When the time came to completion, God sent his Son, born of a woman, born under the law, to redeem those under the law, so that we might receive adoption as sons. And because you are sons, God sent the Spirit of his Son into our hearts, crying, “Abba, Father!” So you are no longer a slave but a son, and if a son, then God has made you an heir.

  1. First, our adoption was a deliberate action of God.
  2. How many in this room have participated in adoption?
  3. My sister and brother-in-law have adopted two girls.
  4. I can assure you that there was nothing accidental in their adoption.
  5. To adopt involves petitions, courts, lawyers, home studies, frustrations, tears, and so much more.
  6. Most adoptions are preceded by tragedy.
  7. Death in families.
  8. Unsafe situations.
  9. There was nothing accidental about God sending His son to this world.
  10. The Father knew our condition and our sin.
  11. Thus, The Father did not spare His Son from what we would have avoided.
  12. Second, our adoption had a price.
  13. Paul said that Jesus came to redeem those under the law.
  14. This does not refer only to Jews, although that applies.
  15. We were under the law of sin and death.
  16. Romans 8:2 (CSB)

because the law of the Spirit of life in Christ Jesus has set you free from the law of sin and death.

  1. The price of our adoption was nothing less than the life of Jesus.
  2. Next week’s verse in Ephesians 4 will tell us to “walk in a worthy manner” because of God’s calling.
  3. Why?
  4. Because our adoption and redemption had a high price.
  5. And Because Jesus has a great name.
  6. How we live matters because our adoption was costly and Jesus has a great name.
  7. Third, the Spirit confirms our adoption.
  8. It’s one thing to say you are adopted.
  9. But legal adoptions require proof.
  10. For us, our proof is in the presence of the Holy Spirit.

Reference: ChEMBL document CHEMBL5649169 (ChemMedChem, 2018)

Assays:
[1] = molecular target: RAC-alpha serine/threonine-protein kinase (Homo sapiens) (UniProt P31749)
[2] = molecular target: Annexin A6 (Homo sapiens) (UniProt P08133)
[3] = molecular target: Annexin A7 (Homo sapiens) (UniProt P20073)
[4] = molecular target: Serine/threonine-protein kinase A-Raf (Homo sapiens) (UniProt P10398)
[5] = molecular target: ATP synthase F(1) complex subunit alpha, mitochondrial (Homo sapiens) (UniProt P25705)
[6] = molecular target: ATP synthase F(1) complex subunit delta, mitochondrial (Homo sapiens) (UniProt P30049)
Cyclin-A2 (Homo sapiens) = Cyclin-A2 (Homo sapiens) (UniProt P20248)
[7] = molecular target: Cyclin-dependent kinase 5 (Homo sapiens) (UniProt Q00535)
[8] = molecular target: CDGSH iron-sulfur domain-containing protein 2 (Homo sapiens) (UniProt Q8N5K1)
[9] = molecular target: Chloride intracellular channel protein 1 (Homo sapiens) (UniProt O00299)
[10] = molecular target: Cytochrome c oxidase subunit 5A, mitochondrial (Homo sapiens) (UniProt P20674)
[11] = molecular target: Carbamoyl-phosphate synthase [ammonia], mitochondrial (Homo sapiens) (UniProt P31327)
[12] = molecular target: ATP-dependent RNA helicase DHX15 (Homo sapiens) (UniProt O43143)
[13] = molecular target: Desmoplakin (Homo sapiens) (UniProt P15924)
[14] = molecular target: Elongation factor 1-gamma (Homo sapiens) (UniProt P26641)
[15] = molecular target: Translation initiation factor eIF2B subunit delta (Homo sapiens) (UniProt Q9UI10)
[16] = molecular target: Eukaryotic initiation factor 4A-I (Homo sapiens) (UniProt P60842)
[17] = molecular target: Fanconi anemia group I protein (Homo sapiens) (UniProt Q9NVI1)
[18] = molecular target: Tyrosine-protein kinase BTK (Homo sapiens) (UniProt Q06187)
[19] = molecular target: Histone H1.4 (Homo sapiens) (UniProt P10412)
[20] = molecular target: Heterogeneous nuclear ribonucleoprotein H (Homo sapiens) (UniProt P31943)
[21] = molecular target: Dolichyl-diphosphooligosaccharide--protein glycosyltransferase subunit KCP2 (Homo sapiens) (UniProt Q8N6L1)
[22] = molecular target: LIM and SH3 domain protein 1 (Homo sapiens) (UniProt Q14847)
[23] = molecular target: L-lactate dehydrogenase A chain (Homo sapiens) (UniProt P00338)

11. How do I know God loves me?
  12. It’s in the presence of the Holy Spirit.
  13. Just because you don’t feel loved, that does not mean you are not loved.
  14. The presence of the Holy Spirit is more than an emotional response.
  15. An adopted child can go to the birth certificate, and it will reflect the NEW relationship.
  16. We, too, have proof that God, the Father, is indeed our father.
  17. So when you feel unloved and broken, when you feel like you are abandoned and forsaken, take more than a moment and call upon Jesus.
  18. Why is it that we spend hours and nights and years dwelling on how abandoned or unloved we feel, but will not stop, stare, and soak in this new reality:
  19. I am saved, I am redeemed, I am loved, I am adopted.
  20. Although I remember my old life, I choose to spend more time staring at my new birth certificate instead of my old one.
  21. D. Fourth, we are given new access.
  22. When you and I are introduced to people, it is proper to start with the formal before we move to the familiar.
  23. For example: When I meet a new pastor, I call them Pastor or Brother or an appropriate address first.
  24. Sometimes people will say, “please call me…” then, with that permission, I become informal.
  25. I can assure you that when we were in Judge Gaston’s courtroom this week, every adult in the room respected him.
  26. The only person who did not say “yes sir” or “your honor” was the 4-year-old.
  27. And with the judge, the kid had permissions that the adults did not.
  28. When the Spirit comes into our life, we are granted an intimacy that we do not have otherwise.
  29. Most scholars do not translate the word “abba” as daddy.
  30. That is too trivializing for that day and time.
  31. But Abba is an expression of intimacy and how Jesus talked to the “Father.”
  32. Someday, every person will bow their knee and confess Jesus is Lord.
  33. But we get the opportunity to call Him our Heavenly Father, our Abba.
  34. We have the opportunity for intimacy.
  35. Lastly, we are given new status.
  36. This is the kind of status that matters.
  37. Paul said that, since we are adopted, we are full-grown sons.
  38. And as full-grown sons, we have full rights.
  39. And thus, we are co-heirs with Christ.
  40. Co-heirs with Jesus: If ANYONE else had written this, I would call it heresy.